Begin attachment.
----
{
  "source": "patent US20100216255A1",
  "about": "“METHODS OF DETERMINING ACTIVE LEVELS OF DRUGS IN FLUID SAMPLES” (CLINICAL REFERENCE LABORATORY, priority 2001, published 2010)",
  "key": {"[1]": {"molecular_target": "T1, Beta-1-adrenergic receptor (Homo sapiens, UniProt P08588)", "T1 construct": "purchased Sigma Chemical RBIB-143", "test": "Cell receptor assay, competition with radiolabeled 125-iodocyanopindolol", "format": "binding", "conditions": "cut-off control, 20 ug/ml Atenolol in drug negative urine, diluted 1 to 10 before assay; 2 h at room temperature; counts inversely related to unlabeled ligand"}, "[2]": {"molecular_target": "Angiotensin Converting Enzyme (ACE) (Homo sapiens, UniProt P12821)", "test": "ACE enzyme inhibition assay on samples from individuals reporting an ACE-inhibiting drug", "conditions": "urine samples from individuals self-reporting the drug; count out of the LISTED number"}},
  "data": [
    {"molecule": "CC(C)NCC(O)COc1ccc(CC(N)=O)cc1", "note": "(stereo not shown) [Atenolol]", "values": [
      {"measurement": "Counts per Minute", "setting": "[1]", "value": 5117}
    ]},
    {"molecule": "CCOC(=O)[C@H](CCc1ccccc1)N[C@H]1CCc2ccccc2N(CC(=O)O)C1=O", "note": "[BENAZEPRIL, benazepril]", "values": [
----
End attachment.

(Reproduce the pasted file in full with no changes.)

{
  "source": "patent US20100216255A1",
  "about": "“METHODS OF DETERMINING ACTIVE LEVELS OF DRUGS IN FLUID SAMPLES” (CLINICAL REFERENCE LABORATORY, priority 2001, published 2010)",
  "key": {"[1]": {"molecular_target": "T1, Beta-1-adrenergic receptor (Homo sapiens, UniProt P08588)", "T1 construct": "purchased Sigma Chemical RBIB-143", "test": "Cell receptor assay, competition with radiolabeled 125-iodocyanopindolol", "format": "binding", "conditions": "cut-off control, 20 ug/ml Atenolol in drug negative urine, diluted 1 to 10 before assay; 2 h at room temperature; counts inversely related to unlabeled ligand"}, "[2]": {"molecular_target": "Angiotensin Converting Enzyme (ACE) (Homo sapiens, UniProt P12821)", "test": "ACE enzyme inhibition assay on samples from individuals reporting an ACE-inhibiting drug", "conditions": "urine samples from individuals self-reporting the drug; count out of the LISTED number"}},
  "data": [
    {"molecule": "CC(C)NCC(O)COc1ccc(CC(N)=O)cc1", "note": "(stereo not shown) [Atenolol]", "values": [
      {"measurement": "Counts per Minute", "setting": "[1]", "value": 5117}
    ]},
    {"molecule": "CCOC(=O)[C@H](CCc1ccccc1)N[C@H]1CCc2ccccc2N(CC(=O)O)C1=O", "note": "[BENAZEPRIL, benazepril]", "values": [